Hertfordshire - Campaign to Protect Rural England

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Protecting our Green Belt

St Albans Abbey viewed across Green Belt St Albans Abbey viewed across Green Belt Photo: © Elizabeth Hamilton

Look at a map of Hertfordshire and you may be surprised to see open countryside so close to London. This remarkable survival is thanks largely to the London (or Metropolitan) Green Belt. From its foundation in 1926 CPRE has campaigned to protect countryside from urban sprawl, but it took nearly 30 years to achieve the establishment of Green Belts as we know them today.

The main purposes of Green Belts are: to protect open countryside from the unrestricted spread of built-up areas; and to retain the separate identities and historic settings of villages, towns and cities. Within Green Belts agriculture, forestry and related uses are allowed, while opportunities for public access to open countryside, recreation and landscape and nature conservation are encouraged.

Ebenezer Howard's principles for Garden Cities, put into practice in Letchworth and Welwyn Garden City, included a belt of open countryside encircling them. Later, at a conference organised by CPRE in 1930 in Welwyn Garden City, Sir Theodore Chambers spoke out against 'the evil of ribbon development' and called for a planned open belt of countryside around London. Early attempts to protect land in this way involved large-scale purchases by local authorities, including Hertfordshire County Council. This expensive solution was eventually replaced in 1955 by regulations preventing development in designated Green Belt, except for typical countryside uses. These remain essentially unchanged to this day.

More than half of Hertfordshire is now Green Belt, mostly around London and between the towns along the main roads crossing the county. It has done its job remarkably well. Our villages and towns have, on the whole, retained their separate identities. Approach St Albans from the north-west along the old Roman Watling Street (now the A5183) and you get a remarkable view of the Cathedral on its hill-top, unimpeded by urban development.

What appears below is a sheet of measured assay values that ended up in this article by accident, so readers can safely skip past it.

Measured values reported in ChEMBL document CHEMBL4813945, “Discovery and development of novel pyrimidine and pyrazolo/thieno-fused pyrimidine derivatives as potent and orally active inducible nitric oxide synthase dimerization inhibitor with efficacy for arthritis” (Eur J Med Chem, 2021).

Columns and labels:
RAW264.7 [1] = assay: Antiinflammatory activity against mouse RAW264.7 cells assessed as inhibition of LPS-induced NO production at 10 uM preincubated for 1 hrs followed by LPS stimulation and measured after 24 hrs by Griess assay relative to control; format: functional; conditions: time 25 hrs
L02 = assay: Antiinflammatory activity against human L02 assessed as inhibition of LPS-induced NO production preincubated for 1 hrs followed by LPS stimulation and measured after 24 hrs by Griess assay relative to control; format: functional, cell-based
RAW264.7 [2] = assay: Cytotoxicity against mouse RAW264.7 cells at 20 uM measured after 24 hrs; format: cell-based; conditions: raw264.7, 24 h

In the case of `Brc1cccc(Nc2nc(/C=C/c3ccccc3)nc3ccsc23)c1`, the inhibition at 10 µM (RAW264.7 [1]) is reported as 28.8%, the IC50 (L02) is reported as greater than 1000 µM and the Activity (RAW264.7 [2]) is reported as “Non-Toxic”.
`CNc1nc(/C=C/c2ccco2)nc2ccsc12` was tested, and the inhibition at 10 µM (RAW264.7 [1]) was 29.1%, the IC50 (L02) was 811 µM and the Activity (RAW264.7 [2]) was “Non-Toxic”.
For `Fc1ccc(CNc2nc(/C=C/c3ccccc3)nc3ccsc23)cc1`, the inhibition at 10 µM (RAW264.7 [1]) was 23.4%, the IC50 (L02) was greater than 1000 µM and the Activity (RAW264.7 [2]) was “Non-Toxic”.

Open countryside on our doorstep is increasingly recognised and valued as vital for health and well-being. Taking exercise in green spaces, even just being able to see greenery and wildlife, can improve our mood. The Green Belt is working countryside, too. Even the leg of the Hertfordshire Way closest to London, which our sponsored walkers trod earlier this year, passes through productive agricultural land.

In many places in Hertfordshire, the abundance of trees, woods and tall hedges helps make the Green Belt seem very rural. But look again at the map and you will see that in places it is precariously thin: sometimes barely more than a field's width prevents a town from joining up with its neighbour.

Hertfordshire's Green Belt is continually under threat from development proposals: for houses, industrial buildings, education sites, waste facilities and the roads to serve them. CPRE Hertfordshire believes this countryside is too precious to squander: once built on it will be gone forever. This is why protecting the Green Belt for future generations to enjoy is at the heart of our campaigning.

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